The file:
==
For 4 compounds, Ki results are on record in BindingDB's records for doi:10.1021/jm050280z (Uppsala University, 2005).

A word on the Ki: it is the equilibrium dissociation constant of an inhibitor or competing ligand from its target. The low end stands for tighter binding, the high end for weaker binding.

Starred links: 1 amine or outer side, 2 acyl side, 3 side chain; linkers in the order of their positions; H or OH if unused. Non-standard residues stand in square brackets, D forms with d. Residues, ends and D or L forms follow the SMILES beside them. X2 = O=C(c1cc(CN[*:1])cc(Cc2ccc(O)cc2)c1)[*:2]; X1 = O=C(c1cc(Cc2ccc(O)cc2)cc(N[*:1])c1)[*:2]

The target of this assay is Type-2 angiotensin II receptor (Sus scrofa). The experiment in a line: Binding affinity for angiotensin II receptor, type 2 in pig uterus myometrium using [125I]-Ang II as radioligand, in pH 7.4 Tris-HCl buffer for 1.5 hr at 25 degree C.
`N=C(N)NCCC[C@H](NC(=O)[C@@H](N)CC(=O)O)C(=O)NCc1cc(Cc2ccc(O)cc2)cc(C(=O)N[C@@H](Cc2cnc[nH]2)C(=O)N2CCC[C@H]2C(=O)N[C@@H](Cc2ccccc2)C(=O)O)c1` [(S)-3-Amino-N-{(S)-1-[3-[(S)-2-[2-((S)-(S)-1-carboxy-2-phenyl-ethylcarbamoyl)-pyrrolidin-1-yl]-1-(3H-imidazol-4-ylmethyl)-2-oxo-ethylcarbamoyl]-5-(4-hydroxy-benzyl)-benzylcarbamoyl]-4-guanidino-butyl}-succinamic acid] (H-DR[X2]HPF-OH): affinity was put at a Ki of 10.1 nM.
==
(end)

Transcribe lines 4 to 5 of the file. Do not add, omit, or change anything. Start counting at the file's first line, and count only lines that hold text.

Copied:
The target of this assay is Type-2 angiotensin II receptor (Sus scrofa). The experiment in a line: Binding affinity for angiotensin II receptor, type 2 in pig uterus myometrium using [125I]-Ang II as radioligand, in pH 7.4 Tris-HCl buffer for 1.5 hr at 25 degree C.
`N=C(N)NCCC[C@H](NC(=O)[C@@H](N)CC(=O)O)C(=O)NCc1cc(Cc2ccc(O)cc2)cc(C(=O)N[C@@H](Cc2cnc[nH]2)C(=O)N2CCC[C@H]2C(=O)N[C@@H](Cc2ccccc2)C(=O)O)c1` [(S)-3-Amino-N-{(S)-1-[3-[(S)-2-[2-((S)-(S)-1-carboxy-2-phenyl-ethylcarbamoyl)-pyrrolidin-1-yl]-1-(3H-imidazol-4-ylmethyl)-2-oxo-ethylcarbamoyl]-5-(4-hydroxy-benzyl)-benzylcarbamoyl]-4-guanidino-butyl}-succinamic acid] (H-DR[X2]HPF-OH): affinity was put at a Ki of 10.1 nM.